Posts from February 2004

Beyond the panel discussion

Beyond the panel discussion
: I sat on a panel yesterday with the best possible panelists — people of stature with experience and plenty to contribute; the best possible moderator — who knew how to keep the discussion going; and the best possible audience — with interested people who asked good questions.

But it struck me that we need to move beyond the form of the panel discussion — because we can.

When I ran a panel at BloggerCon, Dave Winer got me break the form by insisting it wasn’t a panel; everyone in the room had plenty to contribute and was part of the discussion; there was no panel or everyone was on the panel.

At ETech and Bloggercon, I’ve watched the back-channel discussion on IRC (particularly Joi Ito‘s channel) with fascination.

With just a little added software, I think someone could blow up and reinvent the panel discussion:

1. Give the entire audience a back channel (and, of course, wi-fi). Give them a chat channel and wiki so they can share comments and resources.

2. Display that back-channel to all, including the panel (and don’t be bothered by a little good-natured heckling).

3. Allow the audience to post questions from the first moment and allow the audience to prioritize those questions. (A wiki could do that.)

4. Put on the panel an advocate of the back-channel who acts as another moderator and brings up the good questions and arguments and refererences from the audience, including those not in the room.

5. Whenever possible, webcast the panel and the back-channel to get more expert input from the world.

6. Create a simple ap that allows the audience to vote on topics of interest for the panel: discuss this first, then that, then that.

7. That ap should also allow the audience to vote on whether they want more or less on a topic: keep talking about this or move on, please (or, yes, every panelist should answer the same question or, no, don’t bother).

8. If the panel has guts, it could allow the audience to vote on favorite panelists (from whom do we want to hear more?).

9. With or without technology, as soon as possible, open the discussion to all.

Somebody clever could take open-source functionality and package it for conference givers. I’ll take a cut.

Old vs. news: I

Old vs. news: I
: Yesterday, by fate — or kismet — I attended two panel discussions at NYU that tried to see what’s next for media from two perspectives: the past and the future.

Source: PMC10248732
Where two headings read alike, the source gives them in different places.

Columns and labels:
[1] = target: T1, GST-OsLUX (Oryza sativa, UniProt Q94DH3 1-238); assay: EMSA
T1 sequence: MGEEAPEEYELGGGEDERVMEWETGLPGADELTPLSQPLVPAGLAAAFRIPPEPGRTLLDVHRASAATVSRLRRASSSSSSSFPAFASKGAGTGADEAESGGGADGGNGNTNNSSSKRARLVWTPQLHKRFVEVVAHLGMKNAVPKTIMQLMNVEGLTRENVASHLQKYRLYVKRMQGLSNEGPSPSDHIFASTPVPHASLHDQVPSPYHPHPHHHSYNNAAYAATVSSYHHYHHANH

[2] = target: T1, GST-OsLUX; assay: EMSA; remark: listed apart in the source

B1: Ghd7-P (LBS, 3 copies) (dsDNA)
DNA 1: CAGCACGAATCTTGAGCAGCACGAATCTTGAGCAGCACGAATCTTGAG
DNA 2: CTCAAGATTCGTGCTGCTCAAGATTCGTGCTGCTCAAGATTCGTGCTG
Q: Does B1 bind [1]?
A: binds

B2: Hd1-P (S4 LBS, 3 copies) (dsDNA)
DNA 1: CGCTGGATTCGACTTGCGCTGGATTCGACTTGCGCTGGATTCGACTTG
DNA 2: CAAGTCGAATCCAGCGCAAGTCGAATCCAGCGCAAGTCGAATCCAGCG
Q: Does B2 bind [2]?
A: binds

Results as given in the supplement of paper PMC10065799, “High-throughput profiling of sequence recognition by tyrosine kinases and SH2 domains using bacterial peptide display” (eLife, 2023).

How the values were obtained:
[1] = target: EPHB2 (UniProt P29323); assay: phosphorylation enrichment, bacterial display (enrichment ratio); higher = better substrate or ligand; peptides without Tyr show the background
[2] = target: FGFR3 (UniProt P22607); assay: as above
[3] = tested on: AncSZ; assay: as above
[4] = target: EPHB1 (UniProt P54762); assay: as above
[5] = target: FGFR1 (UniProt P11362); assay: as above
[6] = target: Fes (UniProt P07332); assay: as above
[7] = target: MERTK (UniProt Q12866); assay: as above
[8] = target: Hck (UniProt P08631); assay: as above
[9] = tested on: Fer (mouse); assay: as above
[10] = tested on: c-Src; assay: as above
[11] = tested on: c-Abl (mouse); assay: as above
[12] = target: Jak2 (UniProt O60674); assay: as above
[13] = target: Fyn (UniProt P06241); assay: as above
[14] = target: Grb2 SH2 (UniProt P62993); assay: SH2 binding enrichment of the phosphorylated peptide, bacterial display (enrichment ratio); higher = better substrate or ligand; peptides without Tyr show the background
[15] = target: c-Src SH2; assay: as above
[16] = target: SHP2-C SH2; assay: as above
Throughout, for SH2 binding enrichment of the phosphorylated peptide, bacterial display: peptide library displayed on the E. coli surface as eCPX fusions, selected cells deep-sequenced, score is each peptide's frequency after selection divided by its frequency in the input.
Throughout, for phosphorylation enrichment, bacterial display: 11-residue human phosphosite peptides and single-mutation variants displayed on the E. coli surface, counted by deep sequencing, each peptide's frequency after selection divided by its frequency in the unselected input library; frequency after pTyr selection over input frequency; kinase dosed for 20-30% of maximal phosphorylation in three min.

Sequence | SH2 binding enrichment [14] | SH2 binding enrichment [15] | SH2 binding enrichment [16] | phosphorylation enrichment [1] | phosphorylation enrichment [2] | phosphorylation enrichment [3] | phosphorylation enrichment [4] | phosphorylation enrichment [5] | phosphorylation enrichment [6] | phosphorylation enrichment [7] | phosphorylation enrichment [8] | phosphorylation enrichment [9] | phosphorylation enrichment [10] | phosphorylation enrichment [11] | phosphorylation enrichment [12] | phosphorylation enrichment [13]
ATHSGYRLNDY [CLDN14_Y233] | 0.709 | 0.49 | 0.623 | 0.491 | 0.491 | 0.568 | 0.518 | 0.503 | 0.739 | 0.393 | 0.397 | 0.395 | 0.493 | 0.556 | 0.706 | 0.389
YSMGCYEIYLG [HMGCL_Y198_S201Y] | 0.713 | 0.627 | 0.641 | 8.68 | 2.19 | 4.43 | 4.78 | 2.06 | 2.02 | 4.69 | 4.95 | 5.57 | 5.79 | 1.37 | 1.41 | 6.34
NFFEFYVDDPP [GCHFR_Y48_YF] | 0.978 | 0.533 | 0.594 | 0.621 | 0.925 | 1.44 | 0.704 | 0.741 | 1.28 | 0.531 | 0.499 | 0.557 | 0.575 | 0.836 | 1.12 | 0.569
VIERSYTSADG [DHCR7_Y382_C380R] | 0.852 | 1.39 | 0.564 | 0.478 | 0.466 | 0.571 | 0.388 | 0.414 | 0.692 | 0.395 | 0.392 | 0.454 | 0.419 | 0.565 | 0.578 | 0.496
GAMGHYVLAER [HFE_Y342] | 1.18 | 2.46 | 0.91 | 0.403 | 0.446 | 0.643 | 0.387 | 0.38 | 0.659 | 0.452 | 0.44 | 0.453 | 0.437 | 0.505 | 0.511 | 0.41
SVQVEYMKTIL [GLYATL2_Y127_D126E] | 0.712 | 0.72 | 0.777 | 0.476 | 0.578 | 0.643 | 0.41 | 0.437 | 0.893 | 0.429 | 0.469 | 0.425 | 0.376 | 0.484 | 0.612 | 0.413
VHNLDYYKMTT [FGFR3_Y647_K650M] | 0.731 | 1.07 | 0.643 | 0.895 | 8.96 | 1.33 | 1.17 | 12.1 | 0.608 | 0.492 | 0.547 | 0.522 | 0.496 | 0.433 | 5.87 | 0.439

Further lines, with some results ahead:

As I mentioned below, I was on a panel for MBA students from across the country called “Beyond the Printed Page.” Some heavyweights — Kelly Conlin, president of Primedia; Bruce Hallett, president of Sports Ilustrated, Paul Rossi, publisher of; Thomas Carley, president of NYTimes News Services — shared their valuable experience with extending their products, brands, and revenue in the internet, TV, and such.

At the end, Eric Garland, the moderator, asked the obligatory question about the fate of print. We’d all been joking that the students — faced with a choice of sexier panels about music, TV, and children’s entertainment — wouldn’t show up for dusty old print (many did). So Garland cued the whither-print discussion. Hallett said that these are not mature businesses and are still developing and growing; the rest nodded.

I’d said earlier that we are in for a fundamental restructuring — with an endless supply of content that could be viewed as competition or, better, as a new source of diverse viewpoints and deeper relationships; I did my citizens’-media boogie (you’ve watched that dance before so I’ll spare you).

And as I left, I got email from Jay Rosen saying that he and Anil Dash would be speaking to a group at the NYU Law School on how weblogs are changing the world (I blogged it, below). Jay talked eloquently, as always, on the fundamental restructuring of content. There was a lot of excitement about the Iranian and Iraqi bloggers. The place buzzed.

When I got home, I told my wife about it over dinner and said it was a rather stark contrast: old v. new, big v. small, drone v. buzz. She nodded but also chuckled and said it’s too bad there’s no money in this blog thing. She’s right (she always is).